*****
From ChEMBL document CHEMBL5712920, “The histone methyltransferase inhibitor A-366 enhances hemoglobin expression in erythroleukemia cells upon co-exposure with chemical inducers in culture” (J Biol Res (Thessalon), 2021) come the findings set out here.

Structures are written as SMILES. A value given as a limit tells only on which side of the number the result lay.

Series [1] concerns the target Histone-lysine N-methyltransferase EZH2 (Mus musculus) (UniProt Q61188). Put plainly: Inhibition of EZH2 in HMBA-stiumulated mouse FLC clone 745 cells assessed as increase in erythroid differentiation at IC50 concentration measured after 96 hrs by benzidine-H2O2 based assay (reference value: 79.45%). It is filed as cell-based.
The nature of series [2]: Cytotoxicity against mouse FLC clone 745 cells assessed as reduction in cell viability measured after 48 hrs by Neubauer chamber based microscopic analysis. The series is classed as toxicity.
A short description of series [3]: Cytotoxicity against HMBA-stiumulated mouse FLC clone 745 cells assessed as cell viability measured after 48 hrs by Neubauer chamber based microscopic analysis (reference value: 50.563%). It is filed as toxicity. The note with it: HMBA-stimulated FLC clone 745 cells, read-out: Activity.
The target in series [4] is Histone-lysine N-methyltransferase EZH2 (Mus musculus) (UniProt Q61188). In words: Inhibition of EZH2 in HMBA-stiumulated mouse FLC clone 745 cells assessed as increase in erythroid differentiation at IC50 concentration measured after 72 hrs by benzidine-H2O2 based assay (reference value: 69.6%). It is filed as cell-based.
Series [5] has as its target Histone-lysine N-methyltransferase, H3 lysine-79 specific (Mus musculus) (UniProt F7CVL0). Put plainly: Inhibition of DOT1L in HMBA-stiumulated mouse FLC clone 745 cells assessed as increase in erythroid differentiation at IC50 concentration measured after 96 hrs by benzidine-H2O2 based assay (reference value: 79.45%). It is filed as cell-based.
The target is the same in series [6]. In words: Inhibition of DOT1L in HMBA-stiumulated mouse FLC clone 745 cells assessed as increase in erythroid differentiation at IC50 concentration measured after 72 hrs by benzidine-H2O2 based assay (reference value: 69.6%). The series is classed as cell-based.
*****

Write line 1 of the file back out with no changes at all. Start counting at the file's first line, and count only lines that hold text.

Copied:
From ChEMBL document CHEMBL5712920, “The histone methyltransferase inhibitor A-366 enhances hemoglobin expression in erythroleukemia cells upon co-exposure with chemical inducers in culture” (J Biol Res (Thessalon), 2021) come the findings set out here.